Access a third machine via a second machine

I've got three machines:
1. Linux PC:
    - NIC #1: 192.168.0.241, netmask 255.255.255.0, gateway: 192.168.0.100
      (so this is connected over a switch to the Windows machine (2.))
2. Windows 10 PC:
    - NIC #1: 192.168.0.100, netmask 255.255.255.0, no gateway
    - NIC #2: 10.16.109.100, netmask 255.0.0.0, gateway: 10.254.0.230
3. Linux machine
    - NIC #1: 10.254.0.230, netmask 255.0.0.0, gateway: 10.254.0.1 (Internet)

What do I have to do on which machine to get access from the Linux machine (1.) to the 10.x.x.x network (over the Windows machine (2.)?
I got above scenario working with Internet Connection Sharing on the Windows machine (2.) sharing its NIC #2 on its NIC #2.
However, it is extremely buggy (when restarting the Windows machine it is not working, have to switch on/off to make it work again, etc.)
So, I need a different solution just based on a few static routes perhaps?
Many thanks in advance,
Michael
Michael BerendCEOAsked:
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Cliff GaliherCommented:
What you want is basically routing 101.  Unfortunately windows *client* has no built-in routing services and really shouldn't be used as a router anyways (both technical and legal reasons for this.)  Windows Server can do this, as can many Linux distros.  But if you insist on keeping machine #2 as windows 10 then you'll have to look at 3rd-party router products, and I am not aware of any that I consider reliable.  

You'll find anecdotal regedits that enable routing (But that's basically what ICS does anyways), but you end up manually managing routes and it still can be finicky unless you get the manual routes "just right" and thus it appears unreliable (and therefore effectively *is* unreliable.)

Microsoft never intended windows 10 to be used this way and to do so would cut into their server sales, so they don't make it easy or really supported. You are hitting that limitation.
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Rob WilliamsCommented:
Windows PCs will not do routing by default.  I haven't done it since XP days, but you should still be able to turn on routing on the Windows machine by editing the registry.  I see by the following link it still worked with Win7.
https://www.wikihow.com/Enable-IP-Routing

It's not an ideal solution but does work.

Once done then you need to create static routes on the machines on each subnet showing the gateway for the other subnet as your modified PC.
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Michael BerendCEOAuthor Commented:
Hi Rob,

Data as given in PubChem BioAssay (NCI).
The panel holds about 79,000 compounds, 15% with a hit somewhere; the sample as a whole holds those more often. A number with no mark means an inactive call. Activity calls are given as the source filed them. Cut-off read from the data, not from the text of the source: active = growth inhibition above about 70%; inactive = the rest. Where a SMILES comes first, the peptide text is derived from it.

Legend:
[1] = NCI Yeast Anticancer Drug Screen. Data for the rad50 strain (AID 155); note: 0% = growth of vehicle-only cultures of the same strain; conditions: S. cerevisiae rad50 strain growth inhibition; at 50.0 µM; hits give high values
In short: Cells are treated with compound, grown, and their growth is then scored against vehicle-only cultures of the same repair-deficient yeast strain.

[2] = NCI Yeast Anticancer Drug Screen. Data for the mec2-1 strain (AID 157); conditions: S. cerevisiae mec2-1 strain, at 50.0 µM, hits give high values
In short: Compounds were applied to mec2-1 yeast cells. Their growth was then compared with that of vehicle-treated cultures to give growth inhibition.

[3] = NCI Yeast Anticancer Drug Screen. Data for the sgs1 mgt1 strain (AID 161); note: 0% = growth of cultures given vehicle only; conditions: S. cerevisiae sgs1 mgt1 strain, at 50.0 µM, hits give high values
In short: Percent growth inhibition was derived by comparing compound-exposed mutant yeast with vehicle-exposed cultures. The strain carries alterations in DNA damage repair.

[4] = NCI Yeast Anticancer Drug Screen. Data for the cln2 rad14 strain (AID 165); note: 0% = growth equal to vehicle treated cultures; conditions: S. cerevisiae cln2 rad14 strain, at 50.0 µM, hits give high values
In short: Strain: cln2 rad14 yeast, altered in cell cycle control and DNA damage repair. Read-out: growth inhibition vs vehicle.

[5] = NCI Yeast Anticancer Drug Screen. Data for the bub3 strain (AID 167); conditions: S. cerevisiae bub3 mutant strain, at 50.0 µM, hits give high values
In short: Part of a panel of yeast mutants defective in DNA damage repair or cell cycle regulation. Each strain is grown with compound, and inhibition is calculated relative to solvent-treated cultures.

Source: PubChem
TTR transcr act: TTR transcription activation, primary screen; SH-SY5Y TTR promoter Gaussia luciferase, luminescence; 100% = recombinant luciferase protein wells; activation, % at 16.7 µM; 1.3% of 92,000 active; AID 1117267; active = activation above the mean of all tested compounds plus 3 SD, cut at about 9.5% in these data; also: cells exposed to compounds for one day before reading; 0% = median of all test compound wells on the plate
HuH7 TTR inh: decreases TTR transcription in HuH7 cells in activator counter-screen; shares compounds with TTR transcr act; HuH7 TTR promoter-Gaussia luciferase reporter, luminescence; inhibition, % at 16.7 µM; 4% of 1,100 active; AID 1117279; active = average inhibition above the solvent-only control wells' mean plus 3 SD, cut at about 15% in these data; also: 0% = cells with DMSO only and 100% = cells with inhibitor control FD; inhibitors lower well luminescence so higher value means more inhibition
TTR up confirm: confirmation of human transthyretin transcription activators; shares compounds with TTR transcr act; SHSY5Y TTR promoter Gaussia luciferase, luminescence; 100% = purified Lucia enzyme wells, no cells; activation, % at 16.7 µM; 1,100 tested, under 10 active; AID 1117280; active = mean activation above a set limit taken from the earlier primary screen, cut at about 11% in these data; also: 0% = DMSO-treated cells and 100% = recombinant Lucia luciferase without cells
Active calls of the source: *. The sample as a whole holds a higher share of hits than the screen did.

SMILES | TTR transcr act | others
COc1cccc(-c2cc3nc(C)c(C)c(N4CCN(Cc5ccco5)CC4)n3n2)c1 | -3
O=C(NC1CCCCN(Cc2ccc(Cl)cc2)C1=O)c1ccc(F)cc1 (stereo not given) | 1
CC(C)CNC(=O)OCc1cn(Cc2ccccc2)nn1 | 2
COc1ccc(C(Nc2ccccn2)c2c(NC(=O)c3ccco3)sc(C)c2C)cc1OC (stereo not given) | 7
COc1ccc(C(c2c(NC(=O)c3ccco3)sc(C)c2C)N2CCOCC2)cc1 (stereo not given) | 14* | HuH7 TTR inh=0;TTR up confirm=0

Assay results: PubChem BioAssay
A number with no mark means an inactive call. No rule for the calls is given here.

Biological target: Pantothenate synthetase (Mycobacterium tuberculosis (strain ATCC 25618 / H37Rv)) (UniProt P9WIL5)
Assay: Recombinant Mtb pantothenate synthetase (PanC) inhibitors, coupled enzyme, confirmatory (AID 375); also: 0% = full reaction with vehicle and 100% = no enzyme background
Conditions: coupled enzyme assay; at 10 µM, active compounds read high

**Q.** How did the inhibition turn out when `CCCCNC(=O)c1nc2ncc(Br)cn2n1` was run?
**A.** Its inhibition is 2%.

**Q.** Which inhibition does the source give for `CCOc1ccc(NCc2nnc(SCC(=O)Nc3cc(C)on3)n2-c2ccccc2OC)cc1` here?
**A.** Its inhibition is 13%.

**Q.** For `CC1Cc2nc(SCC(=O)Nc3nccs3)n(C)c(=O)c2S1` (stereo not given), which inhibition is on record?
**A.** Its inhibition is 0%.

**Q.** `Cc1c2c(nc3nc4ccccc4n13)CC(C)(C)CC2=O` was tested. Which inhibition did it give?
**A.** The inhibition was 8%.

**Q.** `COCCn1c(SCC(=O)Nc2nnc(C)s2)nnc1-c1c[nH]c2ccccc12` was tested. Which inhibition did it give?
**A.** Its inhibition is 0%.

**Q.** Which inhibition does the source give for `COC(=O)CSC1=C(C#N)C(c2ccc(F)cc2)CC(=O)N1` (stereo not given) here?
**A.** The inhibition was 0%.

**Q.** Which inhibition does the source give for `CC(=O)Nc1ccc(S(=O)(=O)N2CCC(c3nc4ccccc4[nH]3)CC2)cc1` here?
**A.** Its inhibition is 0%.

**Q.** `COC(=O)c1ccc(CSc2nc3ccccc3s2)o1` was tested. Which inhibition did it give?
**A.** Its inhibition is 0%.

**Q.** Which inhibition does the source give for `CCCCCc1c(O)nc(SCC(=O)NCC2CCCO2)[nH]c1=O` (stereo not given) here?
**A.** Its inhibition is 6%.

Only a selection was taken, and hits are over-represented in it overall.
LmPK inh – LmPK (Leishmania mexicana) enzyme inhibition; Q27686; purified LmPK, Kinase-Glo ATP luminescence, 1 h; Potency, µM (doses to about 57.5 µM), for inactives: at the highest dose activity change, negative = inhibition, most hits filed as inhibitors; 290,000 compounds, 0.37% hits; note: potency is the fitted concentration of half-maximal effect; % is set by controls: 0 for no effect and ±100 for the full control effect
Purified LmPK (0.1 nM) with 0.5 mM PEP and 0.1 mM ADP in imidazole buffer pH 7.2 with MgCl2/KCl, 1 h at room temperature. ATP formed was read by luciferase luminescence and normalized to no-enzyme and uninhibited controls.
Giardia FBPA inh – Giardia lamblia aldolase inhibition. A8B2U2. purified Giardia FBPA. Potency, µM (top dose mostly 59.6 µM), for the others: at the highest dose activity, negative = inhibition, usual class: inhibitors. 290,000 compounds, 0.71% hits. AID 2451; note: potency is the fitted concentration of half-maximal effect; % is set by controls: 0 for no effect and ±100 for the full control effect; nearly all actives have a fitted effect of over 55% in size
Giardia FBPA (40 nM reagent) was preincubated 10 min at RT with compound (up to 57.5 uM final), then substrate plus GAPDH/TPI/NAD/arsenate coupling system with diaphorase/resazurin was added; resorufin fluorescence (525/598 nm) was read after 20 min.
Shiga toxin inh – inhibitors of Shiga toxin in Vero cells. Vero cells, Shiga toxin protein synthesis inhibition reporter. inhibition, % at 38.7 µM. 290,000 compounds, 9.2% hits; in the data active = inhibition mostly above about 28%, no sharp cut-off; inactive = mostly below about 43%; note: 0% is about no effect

Many thanks for your quick answer.
I understood the first part, which I did already (enabled IP Routing on the Windows machine).
Could you just give me one more hint on what machine I would have to set which route then?
Sorry for bothering you with probably something trivial, but I always get confused about these routes.
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Rob WilliamsCommented:
The routing PC can only see networks directly connected to it, so assume it has 2 NIC's 192.168.100.1 and 192.168.200.1.  It knows the devices on those 2 subnets, but the devices on those two subnets do not know how to route traffic to the other subnet.  By default they use the default gateway and it does not have an answer.  That is actually where the routes should be added, but if wanting to use a PC to route the traffic...….

On every pc on subnet 192.168.100.x you have to add a route such as
route add -p 192.168.200.0 mask 255.255.255.0  192.168.100.1

then on every PC on subnet 192.168.200.x you have t add a route such as
route add -p 192.168.100.0 mask 255.255.255.0  192.168.200.1

You have to have routes in both directions, so that the packet knows how to get there, and then how to find its way back.

If a device's default gateway happens to be it's respective IP192.168.100.1 or 192.168.200.1 address, the rout is not necessary.

As Cliff said this is not an efficient way to handle routing, but in a pinch I have done so for temporary set ups in the past.
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Michael BerendCEOAuthor Commented:
I added a route on the Linux-PC (1.):
- route add -p 10.0.0.0 mask 255.0.0.0 192.168.0.100
so it a "ping 10.x.x.x" would hit Windows machine (2.), which is connected with the 10.x.x.x network
however, I don't get an answer back.
What additional route (if any) do I have to set on the Windows machine then, so that the 10.x.x.x answer can find its way back?
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Rob WilliamsCommented:
As mentioned the device you are pinging can only respond if you add the return route to it.  The windows device acting as a router, does not need any routes added to itself.

On all devices on the 10.x.x.x network you would have to add
route -p 192.168.0.0 mask 255.255.255.0 mask 10.254.0.230
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Michael BerendCEOAuthor Commented:
Hi Rob and Cliff,
I'd like to thank you for the great and timely answers.
You helped me a great deal.
I decided finally to go with "WinGate" to handle the required routing, since the individual routes on both sides of the networks is impossible to maintain.
Best regards,
Michael
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